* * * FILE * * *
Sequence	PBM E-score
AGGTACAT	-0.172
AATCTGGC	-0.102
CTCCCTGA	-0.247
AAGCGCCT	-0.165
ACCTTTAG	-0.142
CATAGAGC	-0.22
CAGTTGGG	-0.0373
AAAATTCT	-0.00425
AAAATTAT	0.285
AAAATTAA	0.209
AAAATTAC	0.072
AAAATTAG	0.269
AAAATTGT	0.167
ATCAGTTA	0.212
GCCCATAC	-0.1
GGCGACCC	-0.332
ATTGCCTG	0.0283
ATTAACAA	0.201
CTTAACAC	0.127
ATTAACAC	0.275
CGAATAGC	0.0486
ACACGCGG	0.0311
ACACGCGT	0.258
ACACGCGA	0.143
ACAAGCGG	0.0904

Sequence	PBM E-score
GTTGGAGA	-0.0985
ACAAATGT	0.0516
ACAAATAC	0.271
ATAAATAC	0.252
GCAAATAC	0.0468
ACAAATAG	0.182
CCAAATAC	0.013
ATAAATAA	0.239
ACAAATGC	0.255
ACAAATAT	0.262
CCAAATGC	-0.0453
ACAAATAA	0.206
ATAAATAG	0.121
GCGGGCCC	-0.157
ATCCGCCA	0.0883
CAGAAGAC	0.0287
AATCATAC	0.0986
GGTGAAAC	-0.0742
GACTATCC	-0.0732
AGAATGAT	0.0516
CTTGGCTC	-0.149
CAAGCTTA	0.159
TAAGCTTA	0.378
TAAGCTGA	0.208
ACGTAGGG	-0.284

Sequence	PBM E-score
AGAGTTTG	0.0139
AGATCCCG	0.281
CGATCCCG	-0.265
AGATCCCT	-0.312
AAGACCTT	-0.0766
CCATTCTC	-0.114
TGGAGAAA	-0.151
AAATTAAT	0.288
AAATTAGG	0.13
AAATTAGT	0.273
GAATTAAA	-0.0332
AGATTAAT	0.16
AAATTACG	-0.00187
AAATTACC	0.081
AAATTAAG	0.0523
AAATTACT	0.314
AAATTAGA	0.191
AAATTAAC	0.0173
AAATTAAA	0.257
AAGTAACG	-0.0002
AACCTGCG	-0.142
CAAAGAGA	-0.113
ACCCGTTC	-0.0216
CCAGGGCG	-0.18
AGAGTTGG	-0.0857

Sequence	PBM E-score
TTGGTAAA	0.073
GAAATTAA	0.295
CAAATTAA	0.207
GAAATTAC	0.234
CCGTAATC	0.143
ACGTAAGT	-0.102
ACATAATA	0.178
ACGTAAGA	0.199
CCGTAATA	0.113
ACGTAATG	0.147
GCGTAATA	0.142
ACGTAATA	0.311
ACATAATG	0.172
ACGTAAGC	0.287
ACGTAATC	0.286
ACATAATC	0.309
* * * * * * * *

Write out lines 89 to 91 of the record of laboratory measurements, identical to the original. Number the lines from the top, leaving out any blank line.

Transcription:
ACGTAATG	0.147
GCGTAATA	0.142
ACGTAATA	0.311